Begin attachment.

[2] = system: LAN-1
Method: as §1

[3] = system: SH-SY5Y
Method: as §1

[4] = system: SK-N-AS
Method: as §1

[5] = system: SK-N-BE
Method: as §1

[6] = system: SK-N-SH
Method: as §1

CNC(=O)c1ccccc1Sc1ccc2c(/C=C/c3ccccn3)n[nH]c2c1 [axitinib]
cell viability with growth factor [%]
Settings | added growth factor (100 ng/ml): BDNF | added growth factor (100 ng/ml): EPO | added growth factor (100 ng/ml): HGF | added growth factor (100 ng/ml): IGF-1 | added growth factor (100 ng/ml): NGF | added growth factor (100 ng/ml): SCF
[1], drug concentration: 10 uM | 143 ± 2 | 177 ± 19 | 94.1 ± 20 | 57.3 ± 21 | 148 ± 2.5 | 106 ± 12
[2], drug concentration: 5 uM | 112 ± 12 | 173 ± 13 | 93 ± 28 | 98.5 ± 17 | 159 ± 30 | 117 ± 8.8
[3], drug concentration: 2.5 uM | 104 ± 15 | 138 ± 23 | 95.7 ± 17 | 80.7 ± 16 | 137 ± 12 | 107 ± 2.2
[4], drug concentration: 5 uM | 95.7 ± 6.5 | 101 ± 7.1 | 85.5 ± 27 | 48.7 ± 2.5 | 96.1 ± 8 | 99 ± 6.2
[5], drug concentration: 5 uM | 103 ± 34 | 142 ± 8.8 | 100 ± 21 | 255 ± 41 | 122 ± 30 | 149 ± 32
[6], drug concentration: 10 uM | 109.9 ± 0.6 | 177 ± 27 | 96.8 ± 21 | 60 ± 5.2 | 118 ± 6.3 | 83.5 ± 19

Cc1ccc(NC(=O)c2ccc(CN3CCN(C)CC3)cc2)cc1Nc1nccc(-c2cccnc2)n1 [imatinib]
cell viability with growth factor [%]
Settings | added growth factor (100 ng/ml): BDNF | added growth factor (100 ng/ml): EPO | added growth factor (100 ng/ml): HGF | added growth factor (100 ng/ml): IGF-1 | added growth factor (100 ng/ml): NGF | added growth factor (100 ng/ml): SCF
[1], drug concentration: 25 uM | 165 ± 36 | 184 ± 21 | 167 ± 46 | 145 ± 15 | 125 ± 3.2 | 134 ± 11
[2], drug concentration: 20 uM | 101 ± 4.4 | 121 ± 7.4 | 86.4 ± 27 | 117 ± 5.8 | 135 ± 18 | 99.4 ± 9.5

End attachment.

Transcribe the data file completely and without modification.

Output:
[2] = system: LAN-1
Method: as §1

[3] = system: SH-SY5Y
Method: as §1

[4] = system: SK-N-AS
Method: as §1

[5] = system: SK-N-BE
Method: as §1

[6] = system: SK-N-SH
Method: as §1

CNC(=O)c1ccccc1Sc1ccc2c(/C=C/c3ccccn3)n[nH]c2c1 [axitinib]
cell viability with growth factor [%]
Settings | added growth factor (100 ng/ml): BDNF | added growth factor (100 ng/ml): EPO | added growth factor (100 ng/ml): HGF | added growth factor (100 ng/ml): IGF-1 | added growth factor (100 ng/ml): NGF | added growth factor (100 ng/ml): SCF
[1], drug concentration: 10 uM | 143 ± 2 | 177 ± 19 | 94.1 ± 20 | 57.3 ± 21 | 148 ± 2.5 | 106 ± 12
[2], drug concentration: 5 uM | 112 ± 12 | 173 ± 13 | 93 ± 28 | 98.5 ± 17 | 159 ± 30 | 117 ± 8.8
[3], drug concentration: 2.5 uM | 104 ± 15 | 138 ± 23 | 95.7 ± 17 | 80.7 ± 16 | 137 ± 12 | 107 ± 2.2
[4], drug concentration: 5 uM | 95.7 ± 6.5 | 101 ± 7.1 | 85.5 ± 27 | 48.7 ± 2.5 | 96.1 ± 8 | 99 ± 6.2
[5], drug concentration: 5 uM | 103 ± 34 | 142 ± 8.8 | 100 ± 21 | 255 ± 41 | 122 ± 30 | 149 ± 32
[6], drug concentration: 10 uM | 109.9 ± 0.6 | 177 ± 27 | 96.8 ± 21 | 60 ± 5.2 | 118 ± 6.3 | 83.5 ± 19

Cc1ccc(NC(=O)c2ccc(CN3CCN(C)CC3)cc2)cc1Nc1nccc(-c2cccnc2)n1 [imatinib]
cell viability with growth factor [%]
Settings | added growth factor (100 ng/ml): BDNF | added growth factor (100 ng/ml): EPO | added growth factor (100 ng/ml): HGF | added growth factor (100 ng/ml): IGF-1 | added growth factor (100 ng/ml): NGF | added growth factor (100 ng/ml): SCF
[1], drug concentration: 25 uM | 165 ± 36 | 184 ± 21 | 167 ± 46 | 145 ± 15 | 125 ± 3.2 | 134 ± 11
[2], drug concentration: 20 uM | 101 ± 4.4 | 121 ± 7.4 | 86.4 ± 27 | 117 ± 5.8 | 135 ± 18 | 99.4 ± 9.5